Preparing A Nesting (Queening) Box For A Cat | General Cat Articles


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Cat World > Cat Articles > Preparing A Nesting (Queening) Box For A Cat

Preparing A Nesting (Queening) Box For A Cat

What is a nesting box?

The nesting box is a box where your pregnant cat (known as a queen) will give birth in and care for her litter of kittens in the first few weeks of life.

It should be set up around 2 weeks before the litter is due so the queen can settle in. Don't force her to stay in the box at first, just slowly introduce it to her, making it as comfortable as possible. Place her food/water bowls and litter tray in the room.

Location:

The box should be placed in a quiet room, a home office, bathroom or spare room are ideal. It should be at a comfortable temperature for the queen and her kittens. It should be away from other pets and children.

Sometimes, despite your best efforts, the queen will refuse to use her nesting box, opting for another location (such as the bottom of your wardrobe, in a drawer, under dressers). If this happens,  close off close doors to other parts of the house to prevent her switching locations. If she seemingly shows a preference for one room, as long as it is suitable, consider moving the box. Some queens like to still be near their owners, others would rather be on their own in the early weeks of motherhood.

The nesting box:

The box should be large enough to accommodate the queen so that she stand up and turn around and accommodate her litter (once they arrive). A sturdy cardboard box is perfect, the box should be enclosed on all sides (and above), with a hole cut out at the front for the queen to climb in and out of. When cutting out the hole, make it raised (about 9 inches) so that the newborn kittens can't roll out. Another option for a nesting box is a new enclosed litter tray, with the clear plastic "door" removed. The advantage of this is that it can be cleaned out if necessary. Don't use an old litter tray as it will harbour residual odours (along with possible fecal contamination).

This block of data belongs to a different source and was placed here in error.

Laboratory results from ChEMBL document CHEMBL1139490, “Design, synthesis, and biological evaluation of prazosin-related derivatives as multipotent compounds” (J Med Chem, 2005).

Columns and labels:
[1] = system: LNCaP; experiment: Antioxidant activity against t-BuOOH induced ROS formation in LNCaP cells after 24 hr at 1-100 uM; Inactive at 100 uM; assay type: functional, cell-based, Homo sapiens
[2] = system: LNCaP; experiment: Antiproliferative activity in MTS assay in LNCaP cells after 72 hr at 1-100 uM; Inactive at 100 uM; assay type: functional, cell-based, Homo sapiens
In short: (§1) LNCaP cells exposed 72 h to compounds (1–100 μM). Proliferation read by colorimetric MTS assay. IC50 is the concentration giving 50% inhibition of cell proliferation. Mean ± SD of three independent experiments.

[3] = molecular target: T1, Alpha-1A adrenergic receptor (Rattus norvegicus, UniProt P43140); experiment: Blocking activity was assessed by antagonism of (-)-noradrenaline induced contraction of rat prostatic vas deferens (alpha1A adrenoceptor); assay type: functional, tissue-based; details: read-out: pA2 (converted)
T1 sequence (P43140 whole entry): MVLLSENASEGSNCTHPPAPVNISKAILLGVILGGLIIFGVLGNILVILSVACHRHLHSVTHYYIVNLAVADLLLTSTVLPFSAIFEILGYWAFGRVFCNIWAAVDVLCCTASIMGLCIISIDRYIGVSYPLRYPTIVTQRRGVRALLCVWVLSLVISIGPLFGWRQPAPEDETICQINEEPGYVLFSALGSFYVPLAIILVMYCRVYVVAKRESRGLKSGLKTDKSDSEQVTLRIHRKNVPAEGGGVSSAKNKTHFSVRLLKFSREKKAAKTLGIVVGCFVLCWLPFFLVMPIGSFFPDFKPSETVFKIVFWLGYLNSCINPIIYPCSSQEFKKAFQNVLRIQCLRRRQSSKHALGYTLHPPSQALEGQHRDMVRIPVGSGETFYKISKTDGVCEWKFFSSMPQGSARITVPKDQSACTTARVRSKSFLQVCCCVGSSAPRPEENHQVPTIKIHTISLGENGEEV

Line the bottom of the box with a 1-inch layer of newspapers, on top of that, place an absorbent puppy training pad and cover with soft, clean blankets or towels. Soiled bedding should be removed after the birth and disposed or laundered. Regularly replace with clean/fresh bedding.

If the litter is due in cooler months, a heating pad can be added to the nesting box. Make sure it doesn't cover the entire bottom surface, so they can move away from the heat if necessary. Check that the temperature isn't too hot.

Also see:

Feeding a pregnant cat   Pregnancy in cats   Signs a pregnant cat is close to giving birth

 

 

Preparing A Nesting (Queening) Box For A Cat | General Cat Articles
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Preparing A Nesting (Queening) Box For A Cat | General Cat Articles